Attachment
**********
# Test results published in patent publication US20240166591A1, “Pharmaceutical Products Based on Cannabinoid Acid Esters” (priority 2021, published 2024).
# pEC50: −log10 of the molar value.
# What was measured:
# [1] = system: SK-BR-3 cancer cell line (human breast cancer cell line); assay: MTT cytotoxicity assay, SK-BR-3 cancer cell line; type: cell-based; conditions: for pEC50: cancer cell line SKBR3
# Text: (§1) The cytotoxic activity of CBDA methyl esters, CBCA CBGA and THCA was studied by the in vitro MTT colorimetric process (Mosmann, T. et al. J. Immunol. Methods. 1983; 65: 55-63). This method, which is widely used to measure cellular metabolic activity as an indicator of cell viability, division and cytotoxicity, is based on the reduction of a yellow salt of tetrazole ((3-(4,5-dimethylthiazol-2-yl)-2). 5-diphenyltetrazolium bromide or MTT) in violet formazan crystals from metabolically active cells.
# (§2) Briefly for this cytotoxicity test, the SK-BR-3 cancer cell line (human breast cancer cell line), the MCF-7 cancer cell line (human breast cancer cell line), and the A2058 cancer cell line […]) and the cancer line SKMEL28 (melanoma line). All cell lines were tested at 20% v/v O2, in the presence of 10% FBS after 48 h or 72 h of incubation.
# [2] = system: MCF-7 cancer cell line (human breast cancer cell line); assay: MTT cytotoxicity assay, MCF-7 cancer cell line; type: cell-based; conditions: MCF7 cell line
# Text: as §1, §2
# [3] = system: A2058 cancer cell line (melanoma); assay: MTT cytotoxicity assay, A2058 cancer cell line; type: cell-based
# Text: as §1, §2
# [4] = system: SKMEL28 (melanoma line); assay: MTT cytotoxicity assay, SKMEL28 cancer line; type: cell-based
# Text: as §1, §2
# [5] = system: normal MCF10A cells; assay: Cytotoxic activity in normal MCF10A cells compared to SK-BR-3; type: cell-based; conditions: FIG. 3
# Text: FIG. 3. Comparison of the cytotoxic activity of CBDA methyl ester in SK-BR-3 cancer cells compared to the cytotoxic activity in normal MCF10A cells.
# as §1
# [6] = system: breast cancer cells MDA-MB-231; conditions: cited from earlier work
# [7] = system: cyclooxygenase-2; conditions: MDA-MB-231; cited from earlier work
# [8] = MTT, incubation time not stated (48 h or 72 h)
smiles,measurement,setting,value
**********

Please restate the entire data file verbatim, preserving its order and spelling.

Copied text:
# Test results published in patent publication US20240166591A1, “Pharmaceutical Products Based on Cannabinoid Acid Esters” (priority 2021, published 2024).
# pEC50: −log10 of the molar value.
# What was measured:
# [1] = system: SK-BR-3 cancer cell line (human breast cancer cell line); assay: MTT cytotoxicity assay, SK-BR-3 cancer cell line; type: cell-based; conditions: for pEC50: cancer cell line SKBR3
# Text: (§1) The cytotoxic activity of CBDA methyl esters, CBCA CBGA and THCA was studied by the in vitro MTT colorimetric process (Mosmann, T. et al. J. Immunol. Methods. 1983; 65: 55-63). This method, which is widely used to measure cellular metabolic activity as an indicator of cell viability, division and cytotoxicity, is based on the reduction of a yellow salt of tetrazole ((3-(4,5-dimethylthiazol-2-yl)-2). 5-diphenyltetrazolium bromide or MTT) in violet formazan crystals from metabolically active cells.
# (§2) Briefly for this cytotoxicity test, the SK-BR-3 cancer cell line (human breast cancer cell line), the MCF-7 cancer cell line (human breast cancer cell line), and the A2058 cancer cell line […]) and the cancer line SKMEL28 (melanoma line). All cell lines were tested at 20% v/v O2, in the presence of 10% FBS after 48 h or 72 h of incubation.
# [2] = system: MCF-7 cancer cell line (human breast cancer cell line); assay: MTT cytotoxicity assay, MCF-7 cancer cell line; type: cell-based; conditions: MCF7 cell line
# Text: as §1, §2
# [3] = system: A2058 cancer cell line (melanoma); assay: MTT cytotoxicity assay, A2058 cancer cell line; type: cell-based
# Text: as §1, §2
# [4] = system: SKMEL28 (melanoma line); assay: MTT cytotoxicity assay, SKMEL28 cancer line; type: cell-based
# Text: as §1, §2
# [5] = system: normal MCF10A cells; assay: Cytotoxic activity in normal MCF10A cells compared to SK-BR-3; type: cell-based; conditions: FIG. 3
# Text: FIG. 3. Comparison of the cytotoxic activity of CBDA methyl ester in SK-BR-3 cancer cells compared to the cytotoxic activity in normal MCF10A cells.
# as §1
# [6] = system: breast cancer cells MDA-MB-231; conditions: cited from earlier work
# [7] = system: cyclooxygenase-2; conditions: MDA-MB-231; cited from earlier work
# [8] = MTT, incubation time not stated (48 h or 72 h)
smiles,measurement,setting,value